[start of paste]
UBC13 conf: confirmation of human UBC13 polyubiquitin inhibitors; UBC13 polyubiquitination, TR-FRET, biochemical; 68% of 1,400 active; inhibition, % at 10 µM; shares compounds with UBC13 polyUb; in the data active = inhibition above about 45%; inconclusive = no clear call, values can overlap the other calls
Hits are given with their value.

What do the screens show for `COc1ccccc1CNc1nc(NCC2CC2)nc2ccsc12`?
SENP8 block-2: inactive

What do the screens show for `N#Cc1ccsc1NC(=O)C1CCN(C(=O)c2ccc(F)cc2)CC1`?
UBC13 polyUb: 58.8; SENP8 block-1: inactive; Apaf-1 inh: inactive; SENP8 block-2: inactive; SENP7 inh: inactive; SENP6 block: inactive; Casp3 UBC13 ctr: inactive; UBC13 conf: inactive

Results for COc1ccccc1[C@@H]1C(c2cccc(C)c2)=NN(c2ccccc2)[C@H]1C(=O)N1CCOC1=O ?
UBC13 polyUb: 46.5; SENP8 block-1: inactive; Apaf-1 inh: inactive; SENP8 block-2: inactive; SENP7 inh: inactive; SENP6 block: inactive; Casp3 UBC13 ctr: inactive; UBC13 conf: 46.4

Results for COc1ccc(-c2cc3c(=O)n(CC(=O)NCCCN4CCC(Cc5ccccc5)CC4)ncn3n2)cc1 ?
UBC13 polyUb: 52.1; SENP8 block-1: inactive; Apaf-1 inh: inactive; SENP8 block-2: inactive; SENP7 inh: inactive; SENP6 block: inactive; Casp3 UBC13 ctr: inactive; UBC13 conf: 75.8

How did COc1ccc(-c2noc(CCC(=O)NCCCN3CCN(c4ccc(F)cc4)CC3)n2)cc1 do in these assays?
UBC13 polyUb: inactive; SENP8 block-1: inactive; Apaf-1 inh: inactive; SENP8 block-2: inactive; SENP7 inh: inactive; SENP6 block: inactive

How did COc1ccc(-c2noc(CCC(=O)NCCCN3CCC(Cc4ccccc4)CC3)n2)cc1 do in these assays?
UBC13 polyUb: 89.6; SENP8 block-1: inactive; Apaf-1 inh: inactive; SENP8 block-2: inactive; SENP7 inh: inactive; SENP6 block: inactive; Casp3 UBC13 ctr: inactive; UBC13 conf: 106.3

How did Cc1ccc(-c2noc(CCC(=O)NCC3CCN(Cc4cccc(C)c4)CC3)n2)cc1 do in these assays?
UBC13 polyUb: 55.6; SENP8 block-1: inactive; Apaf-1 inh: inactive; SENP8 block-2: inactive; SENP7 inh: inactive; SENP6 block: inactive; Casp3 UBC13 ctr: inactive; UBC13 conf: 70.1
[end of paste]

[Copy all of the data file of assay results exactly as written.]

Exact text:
UBC13 conf: confirmation of human UBC13 polyubiquitin inhibitors; UBC13 polyubiquitination, TR-FRET, biochemical; 68% of 1,400 active; inhibition, % at 10 µM; shares compounds with UBC13 polyUb; in the data active = inhibition above about 45%; inconclusive = no clear call, values can overlap the other calls
Hits are given with their value.

What do the screens show for `COc1ccccc1CNc1nc(NCC2CC2)nc2ccsc12`?
SENP8 block-2: inactive

What do the screens show for `N#Cc1ccsc1NC(=O)C1CCN(C(=O)c2ccc(F)cc2)CC1`?
UBC13 polyUb: 58.8; SENP8 block-1: inactive; Apaf-1 inh: inactive; SENP8 block-2: inactive; SENP7 inh: inactive; SENP6 block: inactive; Casp3 UBC13 ctr: inactive; UBC13 conf: inactive

Results for COc1ccccc1[C@@H]1C(c2cccc(C)c2)=NN(c2ccccc2)[C@H]1C(=O)N1CCOC1=O ?
UBC13 polyUb: 46.5; SENP8 block-1: inactive; Apaf-1 inh: inactive; SENP8 block-2: inactive; SENP7 inh: inactive; SENP6 block: inactive; Casp3 UBC13 ctr: inactive; UBC13 conf: 46.4

Results for COc1ccc(-c2cc3c(=O)n(CC(=O)NCCCN4CCC(Cc5ccccc5)CC4)ncn3n2)cc1 ?
UBC13 polyUb: 52.1; SENP8 block-1: inactive; Apaf-1 inh: inactive; SENP8 block-2: inactive; SENP7 inh: inactive; SENP6 block: inactive; Casp3 UBC13 ctr: inactive; UBC13 conf: 75.8

How did COc1ccc(-c2noc(CCC(=O)NCCCN3CCN(c4ccc(F)cc4)CC3)n2)cc1 do in these assays?
UBC13 polyUb: inactive; SENP8 block-1: inactive; Apaf-1 inh: inactive; SENP8 block-2: inactive; SENP7 inh: inactive; SENP6 block: inactive

How did COc1ccc(-c2noc(CCC(=O)NCCCN3CCC(Cc4ccccc4)CC3)n2)cc1 do in these assays?
UBC13 polyUb: 89.6; SENP8 block-1: inactive; Apaf-1 inh: inactive; SENP8 block-2: inactive; SENP7 inh: inactive; SENP6 block: inactive; Casp3 UBC13 ctr: inactive; UBC13 conf: 106.3

How did Cc1ccc(-c2noc(CCC(=O)NCC3CCN(Cc4cccc(C)c4)CC3)n2)cc1 do in these assays?
UBC13 polyUb: 55.6; SENP8 block-1: inactive; Apaf-1 inh: inactive; SENP8 block-2: inactive; SENP7 inh: inactive; SENP6 block: inactive; Casp3 UBC13 ctr: inactive; UBC13 conf: 70.1